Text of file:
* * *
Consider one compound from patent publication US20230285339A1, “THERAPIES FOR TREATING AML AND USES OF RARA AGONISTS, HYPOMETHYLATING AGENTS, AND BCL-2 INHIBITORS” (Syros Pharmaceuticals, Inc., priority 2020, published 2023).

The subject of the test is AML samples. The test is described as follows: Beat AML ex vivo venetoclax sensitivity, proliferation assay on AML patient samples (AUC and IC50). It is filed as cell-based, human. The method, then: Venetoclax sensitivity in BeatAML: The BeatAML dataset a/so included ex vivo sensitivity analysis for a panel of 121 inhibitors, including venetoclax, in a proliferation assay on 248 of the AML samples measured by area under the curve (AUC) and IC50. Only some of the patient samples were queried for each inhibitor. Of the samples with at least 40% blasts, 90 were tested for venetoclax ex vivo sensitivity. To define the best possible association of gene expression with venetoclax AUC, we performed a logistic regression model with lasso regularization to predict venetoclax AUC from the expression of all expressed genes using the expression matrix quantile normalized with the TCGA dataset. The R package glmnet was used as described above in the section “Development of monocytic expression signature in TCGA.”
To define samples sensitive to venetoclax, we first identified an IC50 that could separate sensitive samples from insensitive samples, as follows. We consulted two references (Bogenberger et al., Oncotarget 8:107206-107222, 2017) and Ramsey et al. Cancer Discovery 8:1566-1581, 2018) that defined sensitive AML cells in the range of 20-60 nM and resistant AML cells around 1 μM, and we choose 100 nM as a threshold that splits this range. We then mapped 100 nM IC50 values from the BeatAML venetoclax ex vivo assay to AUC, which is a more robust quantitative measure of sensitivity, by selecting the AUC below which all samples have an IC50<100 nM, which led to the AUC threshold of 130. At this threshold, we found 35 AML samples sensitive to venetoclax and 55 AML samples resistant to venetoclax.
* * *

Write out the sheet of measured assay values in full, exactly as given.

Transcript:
Consider one compound from patent publication US20230285339A1, “THERAPIES FOR TREATING AML AND USES OF RARA AGONISTS, HYPOMETHYLATING AGENTS, AND BCL-2 INHIBITORS” (Syros Pharmaceuticals, Inc., priority 2020, published 2023).

The subject of the test is AML samples. The test is described as follows: Beat AML ex vivo venetoclax sensitivity, proliferation assay on AML patient samples (AUC and IC50). It is filed as cell-based, human. The method, then: Venetoclax sensitivity in BeatAML: The BeatAML dataset a/so included ex vivo sensitivity analysis for a panel of 121 inhibitors, including venetoclax, in a proliferation assay on 248 of the AML samples measured by area under the curve (AUC) and IC50. Only some of the patient samples were queried for each inhibitor. Of the samples with at least 40% blasts, 90 were tested for venetoclax ex vivo sensitivity. To define the best possible association of gene expression with venetoclax AUC, we performed a logistic regression model with lasso regularization to predict venetoclax AUC from the expression of all expressed genes using the expression matrix quantile normalized with the TCGA dataset. The R package glmnet was used as described above in the section “Development of monocytic expression signature in TCGA.”
To define samples sensitive to venetoclax, we first identified an IC50 that could separate sensitive samples from insensitive samples, as follows. We consulted two references (Bogenberger et al., Oncotarget 8:107206-107222, 2017) and Ramsey et al. Cancer Discovery 8:1566-1581, 2018) that defined sensitive AML cells in the range of 20-60 nM and resistant AML cells around 1 μM, and we choose 100 nM as a threshold that splits this range. We then mapped 100 nM IC50 values from the BeatAML venetoclax ex vivo assay to AUC, which is a more robust quantitative measure of sensitivity, by selecting the AUC below which all samples have an IC50<100 nM, which led to the AUC threshold of 130. At this threshold, we found 35 AML samples sensitive to venetoclax and 55 AML samples resistant to venetoclax.